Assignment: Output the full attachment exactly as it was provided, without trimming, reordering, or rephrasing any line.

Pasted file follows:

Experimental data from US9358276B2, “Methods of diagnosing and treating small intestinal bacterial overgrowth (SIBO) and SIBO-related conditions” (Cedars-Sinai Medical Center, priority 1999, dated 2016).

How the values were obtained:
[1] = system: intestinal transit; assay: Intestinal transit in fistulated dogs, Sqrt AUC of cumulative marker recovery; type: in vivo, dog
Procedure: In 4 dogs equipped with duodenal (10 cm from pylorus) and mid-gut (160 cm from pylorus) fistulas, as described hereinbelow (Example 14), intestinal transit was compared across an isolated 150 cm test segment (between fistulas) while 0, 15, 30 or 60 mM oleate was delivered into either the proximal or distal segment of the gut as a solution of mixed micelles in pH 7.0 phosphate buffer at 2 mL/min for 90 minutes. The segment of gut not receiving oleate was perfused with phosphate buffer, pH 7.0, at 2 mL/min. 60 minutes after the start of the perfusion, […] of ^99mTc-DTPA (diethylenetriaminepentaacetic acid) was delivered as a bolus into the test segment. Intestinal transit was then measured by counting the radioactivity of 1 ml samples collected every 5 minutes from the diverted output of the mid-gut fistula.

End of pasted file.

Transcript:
Experimental data from US9358276B2, “Methods of diagnosing and treating small intestinal bacterial overgrowth (SIBO) and SIBO-related conditions” (Cedars-Sinai Medical Center, priority 1999, dated 2016).

How the values were obtained:
[1] = system: intestinal transit; assay: Intestinal transit in fistulated dogs, Sqrt AUC of cumulative marker recovery; type: in vivo, dog
Procedure: In 4 dogs equipped with duodenal (10 cm from pylorus) and mid-gut (160 cm from pylorus) fistulas, as described hereinbelow (Example 14), intestinal transit was compared across an isolated 150 cm test segment (between fistulas) while 0, 15, 30 or 60 mM oleate was delivered into either the proximal or distal segment of the gut as a solution of mixed micelles in pH 7.0 phosphate buffer at 2 mL/min for 90 minutes. The segment of gut not receiving oleate was perfused with phosphate buffer, pH 7.0, at 2 mL/min. 60 minutes after the start of the perfusion, […] of ^99mTc-DTPA (diethylenetriaminepentaacetic acid) was delivered as a bolus into the test segment. Intestinal transit was then measured by counting the radioactivity of 1 ml samples collected every 5 minutes from the diverted output of the mid-gut fistula.